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From: Dan W. (danw_at_[hidden])
Date: 2004-01-03 19:34:02

> But but but....I think the point I am trying to make (unsuccessfully) is
> that a properly designed units library should not actually define any
> units itself. The units should be created only by the user of the
> library. Then there should be libraries derived from the units library,
> like the physical dimensions library.
> I see nothing wrong with focusing on a particular use case when
> designing the library, but if you want a truly useful C++ library,
> you want to design its guts so that they can be used by the library
> user to define whatever units the user happens to need. I think it
> is an error for the library writer to try to predict what units
> the library user needs.

I second that, 100%. Physical dimensions are not a magical set, even if
they happen to map very well with known physical laws; so what? One
might want to invent a Virtual UN-Reality Engine that has a completely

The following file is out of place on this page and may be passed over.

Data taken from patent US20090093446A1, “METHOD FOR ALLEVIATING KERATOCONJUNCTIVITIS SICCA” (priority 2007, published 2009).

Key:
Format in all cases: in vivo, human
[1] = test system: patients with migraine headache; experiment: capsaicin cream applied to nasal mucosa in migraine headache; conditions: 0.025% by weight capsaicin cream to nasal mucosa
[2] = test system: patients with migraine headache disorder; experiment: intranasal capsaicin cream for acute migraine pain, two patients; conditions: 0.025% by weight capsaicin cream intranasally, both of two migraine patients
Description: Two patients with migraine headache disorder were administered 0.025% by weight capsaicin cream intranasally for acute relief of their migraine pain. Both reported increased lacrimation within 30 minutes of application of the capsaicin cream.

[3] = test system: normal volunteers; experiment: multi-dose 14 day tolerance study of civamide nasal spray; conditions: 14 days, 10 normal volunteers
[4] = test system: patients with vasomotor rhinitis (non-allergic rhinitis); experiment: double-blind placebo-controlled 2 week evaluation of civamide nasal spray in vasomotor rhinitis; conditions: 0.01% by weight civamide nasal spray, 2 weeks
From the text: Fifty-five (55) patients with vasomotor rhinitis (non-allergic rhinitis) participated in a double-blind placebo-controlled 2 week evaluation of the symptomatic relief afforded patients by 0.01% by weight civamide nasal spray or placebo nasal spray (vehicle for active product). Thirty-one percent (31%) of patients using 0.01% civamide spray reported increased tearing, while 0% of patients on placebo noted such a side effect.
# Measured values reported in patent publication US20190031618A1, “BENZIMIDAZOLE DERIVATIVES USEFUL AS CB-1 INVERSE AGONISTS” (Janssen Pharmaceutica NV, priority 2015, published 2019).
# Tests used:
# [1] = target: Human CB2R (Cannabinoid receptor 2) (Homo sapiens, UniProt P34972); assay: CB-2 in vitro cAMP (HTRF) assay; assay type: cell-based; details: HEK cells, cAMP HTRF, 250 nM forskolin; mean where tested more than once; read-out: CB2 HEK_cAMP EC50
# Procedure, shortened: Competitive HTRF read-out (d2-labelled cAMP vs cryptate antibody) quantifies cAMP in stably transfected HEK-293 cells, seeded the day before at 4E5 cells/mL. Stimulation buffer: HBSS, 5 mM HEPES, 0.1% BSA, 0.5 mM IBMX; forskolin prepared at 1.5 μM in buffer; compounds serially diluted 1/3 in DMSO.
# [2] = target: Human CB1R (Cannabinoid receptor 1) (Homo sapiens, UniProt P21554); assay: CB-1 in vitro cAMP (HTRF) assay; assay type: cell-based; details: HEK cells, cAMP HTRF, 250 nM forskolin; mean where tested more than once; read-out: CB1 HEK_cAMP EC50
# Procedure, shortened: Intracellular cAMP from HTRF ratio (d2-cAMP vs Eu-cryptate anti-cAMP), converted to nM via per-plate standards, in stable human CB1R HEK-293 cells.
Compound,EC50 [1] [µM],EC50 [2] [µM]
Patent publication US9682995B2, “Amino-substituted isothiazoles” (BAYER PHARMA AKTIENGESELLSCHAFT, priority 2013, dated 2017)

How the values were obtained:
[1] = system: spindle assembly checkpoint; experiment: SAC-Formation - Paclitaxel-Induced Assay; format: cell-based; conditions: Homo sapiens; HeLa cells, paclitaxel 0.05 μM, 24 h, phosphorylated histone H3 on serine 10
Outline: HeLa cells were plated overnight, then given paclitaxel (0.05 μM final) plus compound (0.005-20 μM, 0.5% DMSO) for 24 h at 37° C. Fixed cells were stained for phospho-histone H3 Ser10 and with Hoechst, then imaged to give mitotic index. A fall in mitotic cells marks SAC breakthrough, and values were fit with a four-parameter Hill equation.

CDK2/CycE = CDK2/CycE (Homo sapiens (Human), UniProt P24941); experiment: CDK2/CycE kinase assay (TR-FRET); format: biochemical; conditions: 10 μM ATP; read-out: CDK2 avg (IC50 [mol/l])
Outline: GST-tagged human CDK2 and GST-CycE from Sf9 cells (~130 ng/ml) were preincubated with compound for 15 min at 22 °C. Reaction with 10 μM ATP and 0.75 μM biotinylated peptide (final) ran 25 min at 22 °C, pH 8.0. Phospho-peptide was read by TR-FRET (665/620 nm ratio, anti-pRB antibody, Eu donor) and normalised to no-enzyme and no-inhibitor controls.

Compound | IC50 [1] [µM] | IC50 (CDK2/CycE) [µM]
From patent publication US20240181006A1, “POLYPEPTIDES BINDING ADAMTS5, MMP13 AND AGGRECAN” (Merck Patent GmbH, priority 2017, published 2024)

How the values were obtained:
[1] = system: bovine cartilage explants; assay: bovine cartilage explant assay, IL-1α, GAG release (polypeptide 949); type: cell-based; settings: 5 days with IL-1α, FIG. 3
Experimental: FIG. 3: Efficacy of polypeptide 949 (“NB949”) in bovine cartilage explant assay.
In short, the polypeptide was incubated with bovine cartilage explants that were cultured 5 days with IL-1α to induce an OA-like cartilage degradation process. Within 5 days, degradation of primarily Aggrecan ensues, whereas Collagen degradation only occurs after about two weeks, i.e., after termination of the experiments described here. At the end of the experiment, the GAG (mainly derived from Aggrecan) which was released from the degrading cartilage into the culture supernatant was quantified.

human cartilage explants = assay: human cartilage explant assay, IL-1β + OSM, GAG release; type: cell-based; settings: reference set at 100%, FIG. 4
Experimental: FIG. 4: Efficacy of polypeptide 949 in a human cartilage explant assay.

different system of physical laws; where 'ectoplasmic density' is a
daily weather concern. Without even going that far, how does one
express UV-ratings, wind-chill factor, radiation or aminoacid balance in
SI units?

I'm sure someone might be able to workout an SI-units equivalent for
Roentgents, but if I use them in a program, I probably don't even care
how many ergs root wavelength per square cm per second + particle
momentum factor that is, since I'd probably be using Roengens in
isolation just to keep logs for the EPA or whatever, in which case all I
want is a float, not even a double, that merely doesn't accidentally
convert itself to a wind-chill factor.

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